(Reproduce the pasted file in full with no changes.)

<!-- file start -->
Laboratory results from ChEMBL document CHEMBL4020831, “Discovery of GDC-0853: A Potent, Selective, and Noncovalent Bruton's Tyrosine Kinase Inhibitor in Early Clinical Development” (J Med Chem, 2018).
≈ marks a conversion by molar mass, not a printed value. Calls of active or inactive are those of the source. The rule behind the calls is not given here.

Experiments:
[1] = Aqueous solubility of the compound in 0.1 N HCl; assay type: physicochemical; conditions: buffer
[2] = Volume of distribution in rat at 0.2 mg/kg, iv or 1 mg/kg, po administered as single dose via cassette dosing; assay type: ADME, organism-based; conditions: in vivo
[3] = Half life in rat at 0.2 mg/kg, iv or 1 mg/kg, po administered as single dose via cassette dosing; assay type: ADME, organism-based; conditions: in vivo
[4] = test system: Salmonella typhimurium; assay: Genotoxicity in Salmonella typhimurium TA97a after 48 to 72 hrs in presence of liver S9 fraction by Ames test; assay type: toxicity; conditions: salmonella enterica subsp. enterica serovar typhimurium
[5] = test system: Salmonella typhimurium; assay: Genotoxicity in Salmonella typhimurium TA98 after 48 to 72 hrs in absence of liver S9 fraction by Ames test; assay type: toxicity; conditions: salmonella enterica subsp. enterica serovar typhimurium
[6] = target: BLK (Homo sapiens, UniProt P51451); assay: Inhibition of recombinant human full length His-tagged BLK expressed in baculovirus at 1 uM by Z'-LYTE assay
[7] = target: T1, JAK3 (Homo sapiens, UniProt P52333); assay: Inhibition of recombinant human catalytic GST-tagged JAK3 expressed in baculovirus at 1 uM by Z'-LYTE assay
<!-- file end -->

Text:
Laboratory results from ChEMBL document CHEMBL4020831, “Discovery of GDC-0853: A Potent, Selective, and Noncovalent Bruton's Tyrosine Kinase Inhibitor in Early Clinical Development” (J Med Chem, 2018).
≈ marks a conversion by molar mass, not a printed value. Calls of active or inactive are those of the source. The rule behind the calls is not given here.

Experiments:
[1] = Aqueous solubility of the compound in 0.1 N HCl; assay type: physicochemical; conditions: buffer
[2] = Volume of distribution in rat at 0.2 mg/kg, iv or 1 mg/kg, po administered as single dose via cassette dosing; assay type: ADME, organism-based; conditions: in vivo
[3] = Half life in rat at 0.2 mg/kg, iv or 1 mg/kg, po administered as single dose via cassette dosing; assay type: ADME, organism-based; conditions: in vivo
[4] = test system: Salmonella typhimurium; assay: Genotoxicity in Salmonella typhimurium TA97a after 48 to 72 hrs in presence of liver S9 fraction by Ames test; assay type: toxicity; conditions: salmonella enterica subsp. enterica serovar typhimurium
[5] = test system: Salmonella typhimurium; assay: Genotoxicity in Salmonella typhimurium TA98 after 48 to 72 hrs in absence of liver S9 fraction by Ames test; assay type: toxicity; conditions: salmonella enterica subsp. enterica serovar typhimurium
[6] = target: BLK (Homo sapiens, UniProt P51451); assay: Inhibition of recombinant human full length His-tagged BLK expressed in baculovirus at 1 uM by Z'-LYTE assay
[7] = target: T1, JAK3 (Homo sapiens, UniProt P52333); assay: Inhibition of recombinant human catalytic GST-tagged JAK3 expressed in baculovirus at 1 uM by Z'-LYTE assay